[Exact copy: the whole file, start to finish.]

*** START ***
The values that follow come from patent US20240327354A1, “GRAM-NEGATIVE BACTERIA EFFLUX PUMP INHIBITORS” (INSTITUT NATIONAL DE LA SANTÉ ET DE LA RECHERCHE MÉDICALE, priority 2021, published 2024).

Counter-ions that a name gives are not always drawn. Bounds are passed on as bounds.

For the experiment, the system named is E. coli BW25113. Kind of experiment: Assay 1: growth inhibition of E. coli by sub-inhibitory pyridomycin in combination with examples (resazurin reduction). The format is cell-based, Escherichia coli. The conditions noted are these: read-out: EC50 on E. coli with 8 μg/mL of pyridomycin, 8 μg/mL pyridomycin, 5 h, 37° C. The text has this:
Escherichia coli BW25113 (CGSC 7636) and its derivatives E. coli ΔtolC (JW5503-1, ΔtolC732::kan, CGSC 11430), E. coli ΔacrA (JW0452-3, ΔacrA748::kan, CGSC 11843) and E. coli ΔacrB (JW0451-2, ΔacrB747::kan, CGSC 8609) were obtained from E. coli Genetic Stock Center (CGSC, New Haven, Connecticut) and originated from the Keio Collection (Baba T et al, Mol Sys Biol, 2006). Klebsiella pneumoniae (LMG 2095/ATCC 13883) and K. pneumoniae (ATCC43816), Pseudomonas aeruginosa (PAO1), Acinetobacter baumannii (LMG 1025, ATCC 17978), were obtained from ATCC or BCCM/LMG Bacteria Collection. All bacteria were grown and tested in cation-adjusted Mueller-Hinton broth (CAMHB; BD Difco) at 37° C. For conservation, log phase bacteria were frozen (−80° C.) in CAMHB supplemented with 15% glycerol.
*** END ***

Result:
The values that follow come from patent US20240327354A1, “GRAM-NEGATIVE BACTERIA EFFLUX PUMP INHIBITORS” (INSTITUT NATIONAL DE LA SANTÉ ET DE LA RECHERCHE MÉDICALE, priority 2021, published 2024).

Counter-ions that a name gives are not always drawn. Bounds are passed on as bounds.

For the experiment, the system named is E. coli BW25113. Kind of experiment: Assay 1: growth inhibition of E. coli by sub-inhibitory pyridomycin in combination with examples (resazurin reduction). The format is cell-based, Escherichia coli. The conditions noted are these: read-out: EC50 on E. coli with 8 μg/mL of pyridomycin, 8 μg/mL pyridomycin, 5 h, 37° C. The text has this:
Escherichia coli BW25113 (CGSC 7636) and its derivatives E. coli ΔtolC (JW5503-1, ΔtolC732::kan, CGSC 11430), E. coli ΔacrA (JW0452-3, ΔacrA748::kan, CGSC 11843) and E. coli ΔacrB (JW0451-2, ΔacrB747::kan, CGSC 8609) were obtained from E. coli Genetic Stock Center (CGSC, New Haven, Connecticut) and originated from the Keio Collection (Baba T et al, Mol Sys Biol, 2006). Klebsiella pneumoniae (LMG 2095/ATCC 13883) and K. pneumoniae (ATCC43816), Pseudomonas aeruginosa (PAO1), Acinetobacter baumannii (LMG 1025, ATCC 17978), were obtained from ATCC or BCCM/LMG Bacteria Collection. All bacteria were grown and tested in cation-adjusted Mueller-Hinton broth (CAMHB; BD Difco) at 37° C. For conservation, log phase bacteria were frozen (−80° C.) in CAMHB supplemented with 15% glycerol.